Mexican phone firm taps into anti-U.S. feeling

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MEXICO CITY - A TV commercial by Telmex, Mexico's dominant telephone company, features a fictitious American called Burton Helm that taps into Mexican hostility toward America in its war with U.S. rival AT&T for long-distance customers.

The commercial features a villainous looking American, named Burton Helms, who tells the audience he will come to Mexico to take their money. The metaphor will not be lost on the audience in Mexico, who are well aware of the U.S.' controversial Helms-Burton Act, which punishes foreign companies for trading with Cuba.

The 75-year-old Republican Senator from North Carolina, Jesse Helms, is co-sponsor of the Helms-Burton Act. The arch conservative is the nemesis of many of America's trading partners. The law prohibits foreign companies from using property in Cuba once owned by former Cubans who fled to the U.S. when Castro took power. Foreign companies, many of them in Mexico, are punished for violating the law by losing executives' rights to American visas. It has produced a storm of controversy in Mexico.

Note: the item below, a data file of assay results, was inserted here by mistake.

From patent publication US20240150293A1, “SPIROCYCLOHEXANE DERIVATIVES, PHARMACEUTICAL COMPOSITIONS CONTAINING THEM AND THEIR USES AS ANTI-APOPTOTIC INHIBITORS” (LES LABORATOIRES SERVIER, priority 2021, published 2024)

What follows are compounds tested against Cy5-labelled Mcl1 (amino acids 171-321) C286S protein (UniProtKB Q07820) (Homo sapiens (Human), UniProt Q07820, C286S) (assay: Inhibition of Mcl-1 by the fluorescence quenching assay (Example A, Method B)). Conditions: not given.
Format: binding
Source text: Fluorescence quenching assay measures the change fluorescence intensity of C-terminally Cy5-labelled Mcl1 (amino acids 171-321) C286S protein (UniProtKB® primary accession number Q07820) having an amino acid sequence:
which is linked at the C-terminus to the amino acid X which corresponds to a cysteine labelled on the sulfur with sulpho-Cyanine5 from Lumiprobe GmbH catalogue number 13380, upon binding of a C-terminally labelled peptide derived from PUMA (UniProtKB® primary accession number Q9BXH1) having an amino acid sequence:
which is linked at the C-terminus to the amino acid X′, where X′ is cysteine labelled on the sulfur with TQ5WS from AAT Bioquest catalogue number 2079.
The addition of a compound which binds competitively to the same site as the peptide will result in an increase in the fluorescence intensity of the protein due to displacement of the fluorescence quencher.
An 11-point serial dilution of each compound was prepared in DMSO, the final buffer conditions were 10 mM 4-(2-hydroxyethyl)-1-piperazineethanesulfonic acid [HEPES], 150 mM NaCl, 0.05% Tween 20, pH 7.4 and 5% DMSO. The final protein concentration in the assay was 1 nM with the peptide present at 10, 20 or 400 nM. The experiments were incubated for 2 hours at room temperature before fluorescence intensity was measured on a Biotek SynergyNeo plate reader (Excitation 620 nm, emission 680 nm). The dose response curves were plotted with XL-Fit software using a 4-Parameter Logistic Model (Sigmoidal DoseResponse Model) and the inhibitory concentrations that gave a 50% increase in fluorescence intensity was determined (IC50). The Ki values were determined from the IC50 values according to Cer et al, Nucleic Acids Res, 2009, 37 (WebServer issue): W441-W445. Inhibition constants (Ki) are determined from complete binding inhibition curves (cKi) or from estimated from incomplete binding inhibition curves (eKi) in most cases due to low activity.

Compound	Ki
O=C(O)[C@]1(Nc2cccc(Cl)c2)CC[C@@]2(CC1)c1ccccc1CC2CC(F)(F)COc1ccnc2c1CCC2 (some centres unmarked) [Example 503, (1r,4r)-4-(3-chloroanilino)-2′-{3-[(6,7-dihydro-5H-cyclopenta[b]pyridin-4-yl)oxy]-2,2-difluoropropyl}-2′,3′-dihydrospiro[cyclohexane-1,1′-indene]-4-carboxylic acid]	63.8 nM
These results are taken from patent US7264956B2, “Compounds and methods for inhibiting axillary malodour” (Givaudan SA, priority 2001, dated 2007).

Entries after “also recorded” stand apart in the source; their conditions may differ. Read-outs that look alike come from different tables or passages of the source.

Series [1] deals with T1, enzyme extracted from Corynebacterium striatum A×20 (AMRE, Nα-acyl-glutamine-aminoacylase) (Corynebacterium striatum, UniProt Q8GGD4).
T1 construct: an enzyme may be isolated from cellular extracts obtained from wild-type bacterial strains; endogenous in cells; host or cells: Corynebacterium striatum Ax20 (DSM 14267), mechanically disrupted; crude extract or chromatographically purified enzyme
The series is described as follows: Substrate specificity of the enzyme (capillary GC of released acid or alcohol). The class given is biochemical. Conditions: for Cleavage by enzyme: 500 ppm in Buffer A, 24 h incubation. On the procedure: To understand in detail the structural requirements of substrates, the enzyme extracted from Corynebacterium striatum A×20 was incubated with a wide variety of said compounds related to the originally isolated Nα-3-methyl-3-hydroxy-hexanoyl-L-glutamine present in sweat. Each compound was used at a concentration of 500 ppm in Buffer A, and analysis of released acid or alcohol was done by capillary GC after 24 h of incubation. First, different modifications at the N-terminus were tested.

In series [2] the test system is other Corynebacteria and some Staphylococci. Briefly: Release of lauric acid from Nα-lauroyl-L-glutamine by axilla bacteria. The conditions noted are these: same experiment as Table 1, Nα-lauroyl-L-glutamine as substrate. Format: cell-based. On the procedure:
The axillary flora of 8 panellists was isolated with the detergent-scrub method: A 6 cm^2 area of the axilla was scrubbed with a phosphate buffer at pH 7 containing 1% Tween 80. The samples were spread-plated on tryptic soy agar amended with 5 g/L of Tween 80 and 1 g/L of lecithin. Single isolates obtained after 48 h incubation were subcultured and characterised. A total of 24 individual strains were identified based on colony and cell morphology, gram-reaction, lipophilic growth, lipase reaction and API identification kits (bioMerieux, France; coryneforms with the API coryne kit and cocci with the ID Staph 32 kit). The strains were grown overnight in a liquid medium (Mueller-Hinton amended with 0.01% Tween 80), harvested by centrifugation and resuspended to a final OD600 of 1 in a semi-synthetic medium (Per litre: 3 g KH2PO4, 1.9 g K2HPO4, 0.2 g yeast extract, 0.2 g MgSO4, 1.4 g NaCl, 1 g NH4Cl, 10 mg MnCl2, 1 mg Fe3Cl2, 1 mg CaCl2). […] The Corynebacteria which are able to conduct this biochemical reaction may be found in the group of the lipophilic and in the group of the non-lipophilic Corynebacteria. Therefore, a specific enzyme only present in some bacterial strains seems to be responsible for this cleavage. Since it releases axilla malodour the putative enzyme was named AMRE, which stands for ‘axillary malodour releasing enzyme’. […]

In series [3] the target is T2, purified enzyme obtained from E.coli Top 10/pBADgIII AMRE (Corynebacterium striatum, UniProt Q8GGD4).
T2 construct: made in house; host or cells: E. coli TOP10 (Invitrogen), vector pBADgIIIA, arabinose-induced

Ironically, Telmex is partly owned by Southwestern Bell, a U.S. telecommunications company. Telmex's agency is J. Walter Thompson.

AT&T has launched a long distance service which enables Mexicans to make collect calls to the U.S. Callers use an 800 number which connects with Spanish-speaking AT&T operators in the U.S.

Copyright November 1996, Crain Communications Inc.

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